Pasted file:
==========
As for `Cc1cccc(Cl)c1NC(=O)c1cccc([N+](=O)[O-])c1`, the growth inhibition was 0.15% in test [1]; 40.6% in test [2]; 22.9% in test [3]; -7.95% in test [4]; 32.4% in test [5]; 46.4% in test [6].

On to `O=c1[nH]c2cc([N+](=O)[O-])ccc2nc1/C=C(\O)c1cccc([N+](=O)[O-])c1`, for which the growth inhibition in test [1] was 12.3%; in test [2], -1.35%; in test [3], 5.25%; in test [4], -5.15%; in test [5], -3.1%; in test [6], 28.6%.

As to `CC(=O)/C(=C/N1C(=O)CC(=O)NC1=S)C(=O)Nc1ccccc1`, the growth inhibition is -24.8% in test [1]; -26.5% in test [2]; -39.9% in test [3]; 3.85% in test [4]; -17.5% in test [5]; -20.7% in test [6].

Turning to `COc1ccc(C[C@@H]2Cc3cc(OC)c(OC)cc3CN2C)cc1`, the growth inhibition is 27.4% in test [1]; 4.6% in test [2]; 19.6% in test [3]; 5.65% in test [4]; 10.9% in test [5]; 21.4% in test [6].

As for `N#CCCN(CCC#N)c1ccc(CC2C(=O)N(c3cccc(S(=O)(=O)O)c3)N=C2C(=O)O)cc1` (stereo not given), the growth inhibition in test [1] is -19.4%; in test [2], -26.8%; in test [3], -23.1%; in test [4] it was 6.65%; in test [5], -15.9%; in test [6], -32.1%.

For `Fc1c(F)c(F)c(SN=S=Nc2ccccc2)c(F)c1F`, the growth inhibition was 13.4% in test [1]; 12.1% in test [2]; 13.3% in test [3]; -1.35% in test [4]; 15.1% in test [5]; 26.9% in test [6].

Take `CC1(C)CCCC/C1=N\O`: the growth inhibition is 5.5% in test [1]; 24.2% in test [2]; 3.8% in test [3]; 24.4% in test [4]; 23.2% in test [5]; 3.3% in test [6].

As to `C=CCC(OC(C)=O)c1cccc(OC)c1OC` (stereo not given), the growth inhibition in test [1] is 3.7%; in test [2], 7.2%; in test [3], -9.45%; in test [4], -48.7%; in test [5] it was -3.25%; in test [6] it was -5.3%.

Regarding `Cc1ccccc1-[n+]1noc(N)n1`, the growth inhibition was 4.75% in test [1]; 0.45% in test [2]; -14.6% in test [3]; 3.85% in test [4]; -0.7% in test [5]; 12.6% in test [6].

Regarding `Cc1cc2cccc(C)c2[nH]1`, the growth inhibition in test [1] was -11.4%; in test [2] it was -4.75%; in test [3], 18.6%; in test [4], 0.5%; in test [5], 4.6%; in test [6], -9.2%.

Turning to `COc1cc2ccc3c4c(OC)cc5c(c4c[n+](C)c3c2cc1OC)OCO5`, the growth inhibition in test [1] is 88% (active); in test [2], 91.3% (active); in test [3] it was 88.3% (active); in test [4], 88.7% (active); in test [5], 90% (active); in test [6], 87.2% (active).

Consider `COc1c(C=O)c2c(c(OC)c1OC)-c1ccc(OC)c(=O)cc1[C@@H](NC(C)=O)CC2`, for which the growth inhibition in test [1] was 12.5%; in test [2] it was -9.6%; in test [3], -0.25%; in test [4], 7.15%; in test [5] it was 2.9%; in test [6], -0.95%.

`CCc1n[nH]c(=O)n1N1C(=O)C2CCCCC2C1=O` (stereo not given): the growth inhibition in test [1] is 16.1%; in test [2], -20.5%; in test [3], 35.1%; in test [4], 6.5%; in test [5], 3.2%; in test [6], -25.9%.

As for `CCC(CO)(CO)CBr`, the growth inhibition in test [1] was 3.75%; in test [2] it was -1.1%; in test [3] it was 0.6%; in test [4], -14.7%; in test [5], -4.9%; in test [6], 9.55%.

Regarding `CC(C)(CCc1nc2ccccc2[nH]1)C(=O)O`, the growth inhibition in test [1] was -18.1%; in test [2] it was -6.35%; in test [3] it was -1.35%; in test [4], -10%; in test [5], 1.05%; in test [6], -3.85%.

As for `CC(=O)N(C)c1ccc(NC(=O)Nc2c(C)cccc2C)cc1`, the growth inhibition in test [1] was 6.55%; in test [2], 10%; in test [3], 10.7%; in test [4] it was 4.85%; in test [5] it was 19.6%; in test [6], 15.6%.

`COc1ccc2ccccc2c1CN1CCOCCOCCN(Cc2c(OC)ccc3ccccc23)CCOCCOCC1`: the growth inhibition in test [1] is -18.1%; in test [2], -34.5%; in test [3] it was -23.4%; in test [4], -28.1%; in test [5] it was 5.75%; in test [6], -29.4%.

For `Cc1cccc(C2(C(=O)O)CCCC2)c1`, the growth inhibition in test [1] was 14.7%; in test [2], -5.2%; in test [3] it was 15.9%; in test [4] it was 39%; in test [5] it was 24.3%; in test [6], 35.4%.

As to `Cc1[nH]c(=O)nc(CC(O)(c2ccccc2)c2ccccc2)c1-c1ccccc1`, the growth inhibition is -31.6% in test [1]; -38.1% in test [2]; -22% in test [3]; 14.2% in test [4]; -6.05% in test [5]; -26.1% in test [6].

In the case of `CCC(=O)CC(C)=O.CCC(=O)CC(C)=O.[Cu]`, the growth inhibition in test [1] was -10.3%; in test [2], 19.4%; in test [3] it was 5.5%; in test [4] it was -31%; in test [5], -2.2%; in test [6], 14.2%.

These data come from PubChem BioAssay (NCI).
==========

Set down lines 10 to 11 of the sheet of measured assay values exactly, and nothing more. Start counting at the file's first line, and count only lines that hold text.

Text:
Regarding `Cc1cc2cccc(C)c2[nH]1`, the growth inhibition in test [1] was -11.4%; in test [2] it was -4.75%; in test [3], 18.6%; in test [4], 0.5%; in test [5], 4.6%; in test [6], -9.2%.

Turning to `COc1cc2ccc3c4c(OC)cc5c(c4c[n+](C)c3c2cc1OC)OCO5`, the growth inhibition in test [1] is 88% (active); in test [2], 91.3% (active); in test [3] it was 88.3% (active); in test [4], 88.7% (active); in test [5], 90% (active); in test [6], 87.2% (active).